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Town to impose sales tax

By Staff | Jun 16, 2017

Shepherdstown will join approximately 37 other municipalities across the state who have chosen to impose an additional sales tax within their corporate limits. Beginning July 1 of this year, sales tax within the municipal boundaries of Shepherdstown will increase to 7 percent.

Shepherdstown joins the other Jefferson County municipalities of Charles Town, Ranson, Bolivar and Harpers Ferry that have all already added the municipal tax.

At Tuesday evening’s council meeting, Matt Irby, Tax Account Administration Division director from Charleston, gave a brief overview on how the tax works.

“Who’s subject to the tax? Everyone” he said.

Anyone who sells goods or services in the municipality must collect the tax.

“Wherever sales tax is collected, the municipal tax must be collected,” Irby said.

He explained that “sourcing” is what determines whether the tax is imposed. For example, if a consumer buys something that is delivered outside of Shepherdstown, that consumer does not pay the additional one percent.

“Where they take possession of goods or services determines if they pay the tax,” Irby explained.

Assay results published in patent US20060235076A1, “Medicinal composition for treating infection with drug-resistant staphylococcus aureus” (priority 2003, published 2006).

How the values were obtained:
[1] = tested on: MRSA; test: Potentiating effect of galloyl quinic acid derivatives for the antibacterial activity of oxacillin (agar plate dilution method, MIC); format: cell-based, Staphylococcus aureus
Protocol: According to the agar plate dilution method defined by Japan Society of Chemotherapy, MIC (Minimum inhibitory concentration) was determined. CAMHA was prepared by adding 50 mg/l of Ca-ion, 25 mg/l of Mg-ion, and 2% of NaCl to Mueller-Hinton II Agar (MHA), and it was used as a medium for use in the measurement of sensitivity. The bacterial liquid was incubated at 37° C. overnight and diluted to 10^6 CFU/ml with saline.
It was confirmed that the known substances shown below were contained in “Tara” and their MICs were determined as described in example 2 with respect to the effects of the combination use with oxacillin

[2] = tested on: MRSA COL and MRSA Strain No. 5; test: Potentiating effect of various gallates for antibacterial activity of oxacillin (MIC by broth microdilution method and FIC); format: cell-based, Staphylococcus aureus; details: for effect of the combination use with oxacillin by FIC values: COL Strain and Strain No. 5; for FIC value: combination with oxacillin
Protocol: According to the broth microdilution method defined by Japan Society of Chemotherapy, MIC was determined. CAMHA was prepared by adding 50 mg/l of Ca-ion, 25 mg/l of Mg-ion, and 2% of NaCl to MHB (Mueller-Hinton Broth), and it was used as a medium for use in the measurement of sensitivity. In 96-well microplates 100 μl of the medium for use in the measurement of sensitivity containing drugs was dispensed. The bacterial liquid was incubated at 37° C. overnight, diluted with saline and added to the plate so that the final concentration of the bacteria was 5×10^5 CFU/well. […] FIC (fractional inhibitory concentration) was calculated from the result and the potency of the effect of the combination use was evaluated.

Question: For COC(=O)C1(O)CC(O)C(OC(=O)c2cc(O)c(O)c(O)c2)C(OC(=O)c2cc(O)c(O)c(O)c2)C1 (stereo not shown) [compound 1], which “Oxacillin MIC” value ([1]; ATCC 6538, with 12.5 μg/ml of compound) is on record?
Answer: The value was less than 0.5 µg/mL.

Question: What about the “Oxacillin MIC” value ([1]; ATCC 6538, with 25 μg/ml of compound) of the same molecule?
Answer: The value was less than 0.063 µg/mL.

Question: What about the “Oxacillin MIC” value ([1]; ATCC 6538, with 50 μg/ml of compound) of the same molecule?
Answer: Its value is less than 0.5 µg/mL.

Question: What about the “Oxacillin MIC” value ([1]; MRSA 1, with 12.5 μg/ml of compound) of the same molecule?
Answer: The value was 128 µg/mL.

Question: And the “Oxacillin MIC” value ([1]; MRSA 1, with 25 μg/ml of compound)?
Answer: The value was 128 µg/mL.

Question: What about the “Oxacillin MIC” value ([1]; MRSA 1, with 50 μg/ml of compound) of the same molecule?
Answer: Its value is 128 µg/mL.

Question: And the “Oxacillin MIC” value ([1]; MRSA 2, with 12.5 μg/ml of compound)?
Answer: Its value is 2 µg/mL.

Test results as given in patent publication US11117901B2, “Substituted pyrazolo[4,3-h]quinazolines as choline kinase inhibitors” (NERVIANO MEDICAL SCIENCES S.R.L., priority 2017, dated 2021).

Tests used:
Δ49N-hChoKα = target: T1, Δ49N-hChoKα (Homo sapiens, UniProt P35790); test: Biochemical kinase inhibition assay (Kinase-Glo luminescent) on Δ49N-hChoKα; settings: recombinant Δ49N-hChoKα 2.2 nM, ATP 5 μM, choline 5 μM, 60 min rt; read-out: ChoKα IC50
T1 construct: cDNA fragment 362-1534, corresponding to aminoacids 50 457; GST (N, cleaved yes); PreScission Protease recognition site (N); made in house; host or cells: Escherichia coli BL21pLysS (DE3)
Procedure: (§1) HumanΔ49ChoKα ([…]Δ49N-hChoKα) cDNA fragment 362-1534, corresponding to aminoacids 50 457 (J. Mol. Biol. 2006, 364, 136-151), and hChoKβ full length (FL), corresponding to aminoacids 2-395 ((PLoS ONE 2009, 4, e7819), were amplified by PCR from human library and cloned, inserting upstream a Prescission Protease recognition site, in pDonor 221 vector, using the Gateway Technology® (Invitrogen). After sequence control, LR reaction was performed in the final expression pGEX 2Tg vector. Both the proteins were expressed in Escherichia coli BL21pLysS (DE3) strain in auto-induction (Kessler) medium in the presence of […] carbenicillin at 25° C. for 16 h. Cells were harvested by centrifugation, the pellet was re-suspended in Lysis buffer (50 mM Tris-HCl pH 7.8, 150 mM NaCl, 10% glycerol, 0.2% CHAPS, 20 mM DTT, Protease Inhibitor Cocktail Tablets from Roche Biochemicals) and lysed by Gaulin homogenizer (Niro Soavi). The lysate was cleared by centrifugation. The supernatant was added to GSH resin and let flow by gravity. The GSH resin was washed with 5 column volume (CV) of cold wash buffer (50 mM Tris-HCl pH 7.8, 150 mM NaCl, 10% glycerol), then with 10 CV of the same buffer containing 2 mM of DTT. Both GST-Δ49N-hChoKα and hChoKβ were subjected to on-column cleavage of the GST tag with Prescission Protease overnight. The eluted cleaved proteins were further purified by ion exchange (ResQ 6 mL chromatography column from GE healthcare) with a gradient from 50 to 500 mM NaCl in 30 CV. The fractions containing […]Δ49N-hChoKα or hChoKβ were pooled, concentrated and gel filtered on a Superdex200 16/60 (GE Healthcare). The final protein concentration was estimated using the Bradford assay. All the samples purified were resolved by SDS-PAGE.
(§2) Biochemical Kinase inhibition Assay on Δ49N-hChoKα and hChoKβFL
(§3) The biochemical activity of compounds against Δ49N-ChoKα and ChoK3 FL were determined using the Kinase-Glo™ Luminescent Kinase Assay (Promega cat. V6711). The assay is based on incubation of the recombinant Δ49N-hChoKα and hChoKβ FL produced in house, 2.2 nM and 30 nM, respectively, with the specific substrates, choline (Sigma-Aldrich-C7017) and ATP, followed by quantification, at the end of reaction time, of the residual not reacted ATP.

If a vendor outside of the municipal limits sells and delivers within the town limits, that sale then falls under the additional tax.

He answered several questions explaining that gasoline, utilities and the like are not subject to the additional tax because the state sales tax is not imposed on such goods.

The town is hopeful that the additional revenue will offset some of the decline in video lottery money that has continued to decrease each year since the addition of gaming in Maryland and Pennsylvania.

In other council business, the council voted to again attend an upcoming auction on June 20 at which time the Thomas Shepherd Grist Mill will be sold. The mill was to be on the auction block last month, but the auction was canceled.

Rescheduled for West Virginia Day, the auction will see the council place a bid on the property based upon parameters determined in executive session prior to the last scheduled auction date.

The council also heard from several supporters of the public library hoping the town will increase their allocation toward the library’s annual budget. The town currently gives the library $900 per month, or a little over $10,000 annually. In addition, the library is housed in a town-owned building.

With ever continuing increases in expenses as well as the look toward moving to a new library site, the library’s Board of Directors has sought an increase from all funding sources. They received increases within the past few years from the County Commission and the Board of Education.

Councilman Jim Ford expressed his opinion that the county should be fully funding the library because it is used by county residents and not solely town residents.

“We’re already paying at the county level. We shouldn’t have to pay again,” Ford admonished.

No action was taken on the library’s request. Instead, it was referred back to the town Finance Committee to evaluate actual costs before making any decision.